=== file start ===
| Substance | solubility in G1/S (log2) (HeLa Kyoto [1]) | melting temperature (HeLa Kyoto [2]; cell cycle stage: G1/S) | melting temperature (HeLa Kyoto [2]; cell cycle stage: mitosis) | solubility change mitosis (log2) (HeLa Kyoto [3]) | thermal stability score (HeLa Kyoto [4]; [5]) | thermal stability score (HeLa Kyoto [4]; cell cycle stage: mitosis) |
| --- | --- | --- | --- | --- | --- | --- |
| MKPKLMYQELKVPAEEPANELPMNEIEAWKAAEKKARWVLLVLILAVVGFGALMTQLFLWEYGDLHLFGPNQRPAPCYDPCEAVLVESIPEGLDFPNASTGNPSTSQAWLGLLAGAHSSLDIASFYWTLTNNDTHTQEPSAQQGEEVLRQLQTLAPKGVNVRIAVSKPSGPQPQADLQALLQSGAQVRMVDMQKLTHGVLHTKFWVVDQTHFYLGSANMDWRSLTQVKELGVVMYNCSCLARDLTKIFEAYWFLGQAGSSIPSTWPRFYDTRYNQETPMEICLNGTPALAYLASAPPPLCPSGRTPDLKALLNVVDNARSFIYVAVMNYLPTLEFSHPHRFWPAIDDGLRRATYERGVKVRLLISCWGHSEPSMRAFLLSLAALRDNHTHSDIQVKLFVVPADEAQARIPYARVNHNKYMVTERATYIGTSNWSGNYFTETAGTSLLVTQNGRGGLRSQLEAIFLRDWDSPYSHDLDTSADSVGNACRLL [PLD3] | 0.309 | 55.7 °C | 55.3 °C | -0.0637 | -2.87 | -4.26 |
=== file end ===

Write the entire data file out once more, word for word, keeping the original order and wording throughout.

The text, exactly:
| Substance | solubility in G1/S (log2) (HeLa Kyoto [1]) | melting temperature (HeLa Kyoto [2]; cell cycle stage: G1/S) | melting temperature (HeLa Kyoto [2]; cell cycle stage: mitosis) | solubility change mitosis (log2) (HeLa Kyoto [3]) | thermal stability score (HeLa Kyoto [4]; [5]) | thermal stability score (HeLa Kyoto [4]; cell cycle stage: mitosis) |
| --- | --- | --- | --- | --- | --- | --- |
| MKPKLMYQELKVPAEEPANELPMNEIEAWKAAEKKARWVLLVLILAVVGFGALMTQLFLWEYGDLHLFGPNQRPAPCYDPCEAVLVESIPEGLDFPNASTGNPSTSQAWLGLLAGAHSSLDIASFYWTLTNNDTHTQEPSAQQGEEVLRQLQTLAPKGVNVRIAVSKPSGPQPQADLQALLQSGAQVRMVDMQKLTHGVLHTKFWVVDQTHFYLGSANMDWRSLTQVKELGVVMYNCSCLARDLTKIFEAYWFLGQAGSSIPSTWPRFYDTRYNQETPMEICLNGTPALAYLASAPPPLCPSGRTPDLKALLNVVDNARSFIYVAVMNYLPTLEFSHPHRFWPAIDDGLRRATYERGVKVRLLISCWGHSEPSMRAFLLSLAALRDNHTHSDIQVKLFVVPADEAQARIPYARVNHNKYMVTERATYIGTSNWSGNYFTETAGTSLLVTQNGRGGLRSQLEAIFLRDWDSPYSHDLDTSADSVGNACRLL [PLD3] | 0.309 | 55.7 °C | 55.3 °C | -0.0637 | -2.87 | -4.26 |